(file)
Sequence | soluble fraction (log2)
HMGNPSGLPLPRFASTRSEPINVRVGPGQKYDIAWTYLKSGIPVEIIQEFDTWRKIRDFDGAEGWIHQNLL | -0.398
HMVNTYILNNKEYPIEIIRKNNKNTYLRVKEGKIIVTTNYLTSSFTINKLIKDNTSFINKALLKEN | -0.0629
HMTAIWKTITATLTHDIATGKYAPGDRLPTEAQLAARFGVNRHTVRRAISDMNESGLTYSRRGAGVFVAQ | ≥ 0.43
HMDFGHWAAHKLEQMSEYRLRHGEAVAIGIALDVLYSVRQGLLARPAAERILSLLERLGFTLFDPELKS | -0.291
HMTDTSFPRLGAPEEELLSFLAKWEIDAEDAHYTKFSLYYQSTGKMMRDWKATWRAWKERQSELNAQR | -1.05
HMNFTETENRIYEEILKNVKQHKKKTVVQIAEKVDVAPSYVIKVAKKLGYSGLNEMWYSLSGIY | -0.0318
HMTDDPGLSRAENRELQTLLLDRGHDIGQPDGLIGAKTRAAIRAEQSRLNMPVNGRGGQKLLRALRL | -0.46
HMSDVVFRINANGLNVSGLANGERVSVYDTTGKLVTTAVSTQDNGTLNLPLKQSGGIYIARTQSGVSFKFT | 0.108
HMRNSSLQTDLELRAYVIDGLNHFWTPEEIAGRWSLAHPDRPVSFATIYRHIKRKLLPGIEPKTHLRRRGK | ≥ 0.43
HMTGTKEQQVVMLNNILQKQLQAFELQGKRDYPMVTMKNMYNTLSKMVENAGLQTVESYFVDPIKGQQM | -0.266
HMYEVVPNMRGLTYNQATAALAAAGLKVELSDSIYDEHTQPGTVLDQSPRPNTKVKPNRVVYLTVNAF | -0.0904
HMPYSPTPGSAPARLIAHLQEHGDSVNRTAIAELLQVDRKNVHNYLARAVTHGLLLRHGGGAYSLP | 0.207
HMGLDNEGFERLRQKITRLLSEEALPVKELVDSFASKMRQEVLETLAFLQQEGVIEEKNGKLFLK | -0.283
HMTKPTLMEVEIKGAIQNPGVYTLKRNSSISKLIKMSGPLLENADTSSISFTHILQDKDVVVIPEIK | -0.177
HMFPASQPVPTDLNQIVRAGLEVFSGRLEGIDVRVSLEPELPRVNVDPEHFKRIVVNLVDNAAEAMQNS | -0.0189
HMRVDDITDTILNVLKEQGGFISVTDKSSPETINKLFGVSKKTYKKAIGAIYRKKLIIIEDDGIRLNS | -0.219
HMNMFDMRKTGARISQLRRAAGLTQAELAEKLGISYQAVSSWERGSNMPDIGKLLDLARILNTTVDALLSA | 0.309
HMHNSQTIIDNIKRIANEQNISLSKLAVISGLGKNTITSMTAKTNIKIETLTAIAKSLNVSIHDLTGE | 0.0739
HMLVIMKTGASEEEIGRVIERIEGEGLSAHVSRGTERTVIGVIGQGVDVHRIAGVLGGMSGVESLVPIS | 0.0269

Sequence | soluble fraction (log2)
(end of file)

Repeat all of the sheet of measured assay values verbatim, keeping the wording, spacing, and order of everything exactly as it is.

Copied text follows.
Sequence | soluble fraction (log2)
HMGNPSGLPLPRFASTRSEPINVRVGPGQKYDIAWTYLKSGIPVEIIQEFDTWRKIRDFDGAEGWIHQNLL | -0.398
HMVNTYILNNKEYPIEIIRKNNKNTYLRVKEGKIIVTTNYLTSSFTINKLIKDNTSFINKALLKEN | -0.0629
HMTAIWKTITATLTHDIATGKYAPGDRLPTEAQLAARFGVNRHTVRRAISDMNESGLTYSRRGAGVFVAQ | ≥ 0.43
HMDFGHWAAHKLEQMSEYRLRHGEAVAIGIALDVLYSVRQGLLARPAAERILSLLERLGFTLFDPELKS | -0.291
HMTDTSFPRLGAPEEELLSFLAKWEIDAEDAHYTKFSLYYQSTGKMMRDWKATWRAWKERQSELNAQR | -1.05
HMNFTETENRIYEEILKNVKQHKKKTVVQIAEKVDVAPSYVIKVAKKLGYSGLNEMWYSLSGIY | -0.0318
HMTDDPGLSRAENRELQTLLLDRGHDIGQPDGLIGAKTRAAIRAEQSRLNMPVNGRGGQKLLRALRL | -0.46
HMSDVVFRINANGLNVSGLANGERVSVYDTTGKLVTTAVSTQDNGTLNLPLKQSGGIYIARTQSGVSFKFT | 0.108
HMRNSSLQTDLELRAYVIDGLNHFWTPEEIAGRWSLAHPDRPVSFATIYRHIKRKLLPGIEPKTHLRRRGK | ≥ 0.43
HMTGTKEQQVVMLNNILQKQLQAFELQGKRDYPMVTMKNMYNTLSKMVENAGLQTVESYFVDPIKGQQM | -0.266
HMYEVVPNMRGLTYNQATAALAAAGLKVELSDSIYDEHTQPGTVLDQSPRPNTKVKPNRVVYLTVNAF | -0.0904
HMPYSPTPGSAPARLIAHLQEHGDSVNRTAIAELLQVDRKNVHNYLARAVTHGLLLRHGGGAYSLP | 0.207
HMGLDNEGFERLRQKITRLLSEEALPVKELVDSFASKMRQEVLETLAFLQQEGVIEEKNGKLFLK | -0.283
HMTKPTLMEVEIKGAIQNPGVYTLKRNSSISKLIKMSGPLLENADTSSISFTHILQDKDVVVIPEIK | -0.177
HMFPASQPVPTDLNQIVRAGLEVFSGRLEGIDVRVSLEPELPRVNVDPEHFKRIVVNLVDNAAEAMQNS | -0.0189
HMRVDDITDTILNVLKEQGGFISVTDKSSPETINKLFGVSKKTYKKAIGAIYRKKLIIIEDDGIRLNS | -0.219
HMNMFDMRKTGARISQLRRAAGLTQAELAEKLGISYQAVSSWERGSNMPDIGKLLDLARILNTTVDALLSA | 0.309
HMHNSQTIIDNIKRIANEQNISLSKLAVISGLGKNTITSMTAKTNIKIETLTAIAKSLNVSIHDLTGE | 0.0739
HMLVIMKTGASEEEIGRVIERIEGEGLSAHVSRGTERTVIGVIGQGVDVHRIAGVLGGMSGVESLVPIS | 0.0269

Sequence | soluble fraction (log2)